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Article
October 8, 1898

THE VALUE OF LARGE PROBES IN THE TREATMENT OF LACHRYMAL STRICTURE.

Author Affiliations

Instructor in Ophthalmology and Otology, Johns Hopkins University, and Assistant Ophthalmic and Aural Surgeon, Baltimore Eye, Ear and Throat Charity Hospital. BALTIMORE, MD.

JAMA. 1898;XXXI(15):837-841. doi:10.1001/jama.1898.92450150023001k

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Abstract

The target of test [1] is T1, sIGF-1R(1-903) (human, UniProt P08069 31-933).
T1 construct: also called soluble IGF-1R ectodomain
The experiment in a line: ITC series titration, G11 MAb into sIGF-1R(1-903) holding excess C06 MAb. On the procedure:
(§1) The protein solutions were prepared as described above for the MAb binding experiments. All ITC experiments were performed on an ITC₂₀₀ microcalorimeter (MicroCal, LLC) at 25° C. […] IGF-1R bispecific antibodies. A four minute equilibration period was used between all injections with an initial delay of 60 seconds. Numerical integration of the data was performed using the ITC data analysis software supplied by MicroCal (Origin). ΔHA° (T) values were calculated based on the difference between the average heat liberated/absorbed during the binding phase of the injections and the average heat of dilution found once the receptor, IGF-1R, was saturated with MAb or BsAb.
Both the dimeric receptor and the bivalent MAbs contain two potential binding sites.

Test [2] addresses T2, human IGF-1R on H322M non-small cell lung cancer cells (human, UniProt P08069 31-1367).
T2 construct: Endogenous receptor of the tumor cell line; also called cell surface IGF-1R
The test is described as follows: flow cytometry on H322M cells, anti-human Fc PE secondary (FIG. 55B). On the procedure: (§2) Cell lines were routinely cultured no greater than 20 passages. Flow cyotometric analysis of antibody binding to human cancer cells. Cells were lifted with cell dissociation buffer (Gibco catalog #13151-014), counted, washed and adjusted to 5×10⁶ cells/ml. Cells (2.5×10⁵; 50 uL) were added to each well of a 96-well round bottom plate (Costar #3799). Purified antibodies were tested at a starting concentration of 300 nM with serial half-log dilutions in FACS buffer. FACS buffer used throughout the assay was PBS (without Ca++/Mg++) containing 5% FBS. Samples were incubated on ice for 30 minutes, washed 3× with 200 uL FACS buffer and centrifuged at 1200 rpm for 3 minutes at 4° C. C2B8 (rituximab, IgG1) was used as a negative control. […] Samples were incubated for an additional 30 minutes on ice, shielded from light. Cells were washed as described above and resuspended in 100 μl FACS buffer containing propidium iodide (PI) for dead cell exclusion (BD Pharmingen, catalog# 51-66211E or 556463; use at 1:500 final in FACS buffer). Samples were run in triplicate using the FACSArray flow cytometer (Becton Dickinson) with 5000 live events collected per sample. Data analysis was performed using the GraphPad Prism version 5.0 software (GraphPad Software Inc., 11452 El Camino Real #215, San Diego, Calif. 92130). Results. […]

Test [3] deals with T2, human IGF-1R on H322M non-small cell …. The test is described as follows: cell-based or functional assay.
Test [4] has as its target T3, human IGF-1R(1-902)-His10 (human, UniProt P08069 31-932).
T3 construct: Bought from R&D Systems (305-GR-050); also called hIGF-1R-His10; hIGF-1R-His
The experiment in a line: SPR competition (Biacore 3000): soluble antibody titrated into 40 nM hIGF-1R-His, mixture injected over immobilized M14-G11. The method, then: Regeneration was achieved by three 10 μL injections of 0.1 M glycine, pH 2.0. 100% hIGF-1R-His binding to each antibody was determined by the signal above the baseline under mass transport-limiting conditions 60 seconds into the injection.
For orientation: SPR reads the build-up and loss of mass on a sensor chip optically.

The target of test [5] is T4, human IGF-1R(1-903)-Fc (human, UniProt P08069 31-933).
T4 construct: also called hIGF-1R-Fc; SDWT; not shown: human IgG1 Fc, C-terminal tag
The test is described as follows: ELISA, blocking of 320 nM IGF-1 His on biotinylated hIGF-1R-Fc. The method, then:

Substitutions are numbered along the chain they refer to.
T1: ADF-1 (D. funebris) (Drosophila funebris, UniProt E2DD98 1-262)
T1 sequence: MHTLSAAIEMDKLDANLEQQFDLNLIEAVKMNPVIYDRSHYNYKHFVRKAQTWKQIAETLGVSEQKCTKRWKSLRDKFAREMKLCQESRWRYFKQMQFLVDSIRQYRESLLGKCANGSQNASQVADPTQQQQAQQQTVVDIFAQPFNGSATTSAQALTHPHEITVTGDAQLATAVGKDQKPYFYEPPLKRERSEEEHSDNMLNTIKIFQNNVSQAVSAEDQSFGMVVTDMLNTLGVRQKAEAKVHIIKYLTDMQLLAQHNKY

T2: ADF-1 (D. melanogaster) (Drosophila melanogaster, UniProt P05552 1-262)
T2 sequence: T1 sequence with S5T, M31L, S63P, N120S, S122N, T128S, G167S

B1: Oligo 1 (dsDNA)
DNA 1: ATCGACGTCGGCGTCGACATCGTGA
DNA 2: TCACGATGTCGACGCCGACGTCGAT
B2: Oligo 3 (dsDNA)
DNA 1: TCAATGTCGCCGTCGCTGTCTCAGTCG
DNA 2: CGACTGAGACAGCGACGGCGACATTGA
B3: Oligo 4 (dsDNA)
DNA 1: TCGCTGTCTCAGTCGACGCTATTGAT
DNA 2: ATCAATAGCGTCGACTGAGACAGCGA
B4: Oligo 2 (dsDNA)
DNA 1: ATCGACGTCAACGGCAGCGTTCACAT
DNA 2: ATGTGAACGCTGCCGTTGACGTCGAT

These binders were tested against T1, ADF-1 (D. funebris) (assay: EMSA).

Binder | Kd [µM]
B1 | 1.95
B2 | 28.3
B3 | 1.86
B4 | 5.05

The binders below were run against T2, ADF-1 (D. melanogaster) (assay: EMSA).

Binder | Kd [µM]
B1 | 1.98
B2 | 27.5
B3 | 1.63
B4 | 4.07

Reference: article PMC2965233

Knowing that the treatment of lachrymal stricture would be one of the subjects of discussion at this meeting, and knowing also that there exists among ophthalmic surgeons a very wide difference of opinion concerning the use of large probes for this condition, I thought it might be of interest to review and report upon the cases treated under the observation of Dr. Samuel Theobald, whom all of you know as the author and chief exponent of the really large probes. At the outset it would seem advisable to consider what is meant by "large probes," for notwithstanding the fact that Dr. Theobald has so frequently explained this point, and insisted on the difference between his probes and those of Bowman, we still see in literature frequent references to Bowman's No. 6 as a large probe. Then again, the probes obtained from the instrument-maker under the name of Theobald are not

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